Global Warming's Terrifying New Math - Three simple numbers that add up to global catastrophe - and that make clear who the real enemy is.
by: Bill McKibben in Rolling Stone.
If you told Exxon or Lukoil that, in order to avoid wrecking the climate, they couldn't pump out their reserves, the value of their companies would plummet. John Fullerton, a former managing director at JP Morgan who now runs the Capital Institute, calculates that at today's market value, those 2,795 gigatons of carbon emissions are worth about $27 trillion. Which is to say, if you paid attention to the scientists and kept 80 percent of it underground, you'd be writing off $20 trillion in assets. The numbers aren't exact, of course, but that carbon bubble makes the housing bubble look small by comparison. It won't necessarily burst – we might well burn all that carbon, in which case investors will do fine. But if we do, the planet will crater. You can have a healthy fossil-fuel balance sheet, or a relatively healthy planet – but now that we know the numbers, it looks like you can't have both.
Read only the first paragraph of the linked Rolling Stone article; and that's enough for me to skip the rest and call the article BS. The article says "the odds of which occurring by simple chance were 3.7 x 10-99"; that shows zero understanding of statistics, and whoever makes such a claim has no business being making any scientific claims.
Daisy wrote:How about too colloquial? Presumably the writer is assuming his audience is not a bunch of statisticians.
In accordance with the forum rules, this is my last post on this matter: The statistical claim is bogus, and that's still putting it mildly. Presumably, the writer either assumes he can get away with it precisely because his audience is not familiar with statistics, or he actually believes his own BS claim.
If you told Exxon or Lukoil that, in order to avoid wrecking the climate, they couldn't pump out their reserves, the value of their companies would plummet. John Fullerton, a former managing director at JP Morgan who now runs the Capital Institute, calculates that at today's market value, those 2,795 gigatons of carbon emissions are worth about $27 trillion. Which is to say, if you paid attention to the scientists and kept 80 percent of it underground, you'd be writing off $20 trillion in assets.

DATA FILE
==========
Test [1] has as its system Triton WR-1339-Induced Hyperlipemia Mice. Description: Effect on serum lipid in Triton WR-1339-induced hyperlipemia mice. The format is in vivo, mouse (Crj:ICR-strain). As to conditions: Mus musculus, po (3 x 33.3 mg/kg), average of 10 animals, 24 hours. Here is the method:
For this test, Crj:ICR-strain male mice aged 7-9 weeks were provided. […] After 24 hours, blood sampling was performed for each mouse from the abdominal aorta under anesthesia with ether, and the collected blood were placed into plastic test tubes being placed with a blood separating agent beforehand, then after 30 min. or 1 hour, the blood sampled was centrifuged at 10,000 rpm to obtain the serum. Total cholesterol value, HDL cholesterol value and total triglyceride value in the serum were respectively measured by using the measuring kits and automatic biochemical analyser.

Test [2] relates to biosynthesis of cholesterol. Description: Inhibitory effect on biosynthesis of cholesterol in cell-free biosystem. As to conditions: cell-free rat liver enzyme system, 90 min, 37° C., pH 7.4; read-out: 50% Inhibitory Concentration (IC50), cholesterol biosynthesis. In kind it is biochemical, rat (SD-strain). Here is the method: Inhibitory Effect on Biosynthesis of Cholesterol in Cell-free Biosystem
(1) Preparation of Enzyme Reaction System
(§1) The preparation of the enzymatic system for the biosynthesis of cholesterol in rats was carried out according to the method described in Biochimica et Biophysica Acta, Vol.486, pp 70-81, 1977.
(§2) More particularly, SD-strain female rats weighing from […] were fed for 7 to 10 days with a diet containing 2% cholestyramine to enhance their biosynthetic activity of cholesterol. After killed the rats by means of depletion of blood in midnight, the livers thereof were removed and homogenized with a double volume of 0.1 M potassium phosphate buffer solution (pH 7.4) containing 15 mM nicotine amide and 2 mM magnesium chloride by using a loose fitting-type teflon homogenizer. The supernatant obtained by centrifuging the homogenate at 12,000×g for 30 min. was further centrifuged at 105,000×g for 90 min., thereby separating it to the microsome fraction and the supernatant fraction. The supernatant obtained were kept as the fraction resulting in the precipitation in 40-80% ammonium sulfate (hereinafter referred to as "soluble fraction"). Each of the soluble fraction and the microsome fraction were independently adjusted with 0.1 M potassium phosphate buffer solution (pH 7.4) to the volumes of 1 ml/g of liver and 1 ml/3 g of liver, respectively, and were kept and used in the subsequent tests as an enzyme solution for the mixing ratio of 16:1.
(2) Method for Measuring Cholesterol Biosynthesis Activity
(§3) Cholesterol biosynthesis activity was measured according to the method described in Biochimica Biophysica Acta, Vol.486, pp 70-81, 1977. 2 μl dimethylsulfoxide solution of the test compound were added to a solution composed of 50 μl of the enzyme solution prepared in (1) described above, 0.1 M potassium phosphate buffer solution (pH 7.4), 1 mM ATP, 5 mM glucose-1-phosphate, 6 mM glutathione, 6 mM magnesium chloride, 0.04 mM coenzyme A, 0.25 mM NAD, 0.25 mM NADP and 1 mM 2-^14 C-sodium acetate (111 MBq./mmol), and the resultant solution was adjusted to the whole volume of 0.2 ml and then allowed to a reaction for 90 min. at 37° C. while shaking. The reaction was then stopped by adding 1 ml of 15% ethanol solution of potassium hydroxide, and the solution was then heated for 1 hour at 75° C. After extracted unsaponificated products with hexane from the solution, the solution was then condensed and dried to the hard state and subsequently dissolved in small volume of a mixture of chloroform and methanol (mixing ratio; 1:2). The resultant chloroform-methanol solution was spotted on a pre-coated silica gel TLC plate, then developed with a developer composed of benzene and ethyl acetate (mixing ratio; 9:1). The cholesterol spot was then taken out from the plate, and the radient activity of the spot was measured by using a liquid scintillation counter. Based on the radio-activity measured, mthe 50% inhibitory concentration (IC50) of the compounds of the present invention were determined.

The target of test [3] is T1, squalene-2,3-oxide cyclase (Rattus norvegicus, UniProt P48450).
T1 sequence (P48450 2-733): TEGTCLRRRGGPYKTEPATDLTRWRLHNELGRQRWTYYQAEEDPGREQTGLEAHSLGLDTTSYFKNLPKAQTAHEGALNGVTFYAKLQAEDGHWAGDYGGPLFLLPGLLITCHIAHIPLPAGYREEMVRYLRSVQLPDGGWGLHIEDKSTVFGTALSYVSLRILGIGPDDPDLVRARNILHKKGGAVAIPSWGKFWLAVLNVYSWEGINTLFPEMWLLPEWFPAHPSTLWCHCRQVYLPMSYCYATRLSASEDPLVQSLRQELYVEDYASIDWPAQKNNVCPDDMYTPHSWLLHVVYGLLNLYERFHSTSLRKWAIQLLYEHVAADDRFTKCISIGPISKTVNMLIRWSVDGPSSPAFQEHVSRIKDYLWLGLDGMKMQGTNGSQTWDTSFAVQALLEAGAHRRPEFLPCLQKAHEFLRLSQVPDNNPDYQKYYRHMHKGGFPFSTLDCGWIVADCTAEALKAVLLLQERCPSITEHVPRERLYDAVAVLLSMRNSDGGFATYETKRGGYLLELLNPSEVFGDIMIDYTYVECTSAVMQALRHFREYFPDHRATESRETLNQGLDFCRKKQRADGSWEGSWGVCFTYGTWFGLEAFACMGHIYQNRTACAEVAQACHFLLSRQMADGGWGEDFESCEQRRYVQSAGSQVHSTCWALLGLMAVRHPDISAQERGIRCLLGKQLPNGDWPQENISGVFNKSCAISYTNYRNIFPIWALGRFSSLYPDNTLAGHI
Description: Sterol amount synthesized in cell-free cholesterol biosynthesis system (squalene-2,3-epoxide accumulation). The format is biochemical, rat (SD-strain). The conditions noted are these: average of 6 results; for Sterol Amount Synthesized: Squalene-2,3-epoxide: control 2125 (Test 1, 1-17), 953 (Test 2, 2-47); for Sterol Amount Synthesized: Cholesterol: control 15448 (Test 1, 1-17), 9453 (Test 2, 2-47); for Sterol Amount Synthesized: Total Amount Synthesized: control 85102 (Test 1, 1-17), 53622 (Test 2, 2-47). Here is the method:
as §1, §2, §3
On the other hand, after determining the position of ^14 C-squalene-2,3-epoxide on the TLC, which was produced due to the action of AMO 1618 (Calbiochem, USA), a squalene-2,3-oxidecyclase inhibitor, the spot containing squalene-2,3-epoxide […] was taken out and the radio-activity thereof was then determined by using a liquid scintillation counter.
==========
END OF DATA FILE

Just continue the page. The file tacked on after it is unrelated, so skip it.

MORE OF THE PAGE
The guy is actually a terrible economist, and in this context that is a non-trivial failing.
Specifically, How does he come up with the value figure of $27 trillion. You have to have some prices in the market. Now, if they produce somewhat less than the full amount the price might be a little bit higher, ... As such, the more you do not produce the higher the unit price and the total dollar value does not fall proportionately with the quantity (in some circumstances it will rise, as you have seen when supply is cut back 5% and the price increase by several times that 5%).
Add to this that it is not revenues that matter but revenues minus expenses. Thus, the net revenues will fall not nearly as fast as the total revenues because of the savings in cost, which are greatest on the marginal units, the ones that would go un-utilized.
When the most basic elements are not even a part of the discussion, the discussion is not worth much.
Daisy wrote:Except, his point was to prove he could not hold back the tide.
I learned something today! Since that's not what I learned at all, I went looking, and Wiki says
<<Henry of Huntingdon, the 12th-century chronicler, tells how Cnut set his throne by the sea shore and commanded the tide to halt and not wet his feet and robes. Yet "continuing to rise as usual [the tide] dashed over his feet and legs without respect to his royal person. Then the king leapt backwards, saying: 'Let all men know how empty and worthless is the power of kings, for there is none worthy of the name, but He whom heaven, earth, and sea obey by eternal laws.' He then hung his gold crown on a crucifix, and never wore it again "to the honour of God the almighty King". This incident is usually misrepresented by popular commentators and politicians as an example of Cnut's arrogance.>>
I'm sure that in school we learned that he thought he could. I've certainly remembered it that way for the last 50-odd years.
Scientific American wrote: The Arctic Sea Ice extent this September was far smaller than the previous record set in 2007. At 3.4 million square kilometers of ice coverage, this year’s Arctic minimum was 600,000 square kilometers smaller than the 2007 record. That difference between the previous record and this year’s is larger than the entire state of California, and almost as large as the state of Texas. An ice-free summer in the Arctic, once projected to be more than a century away, now looks possible decades from now.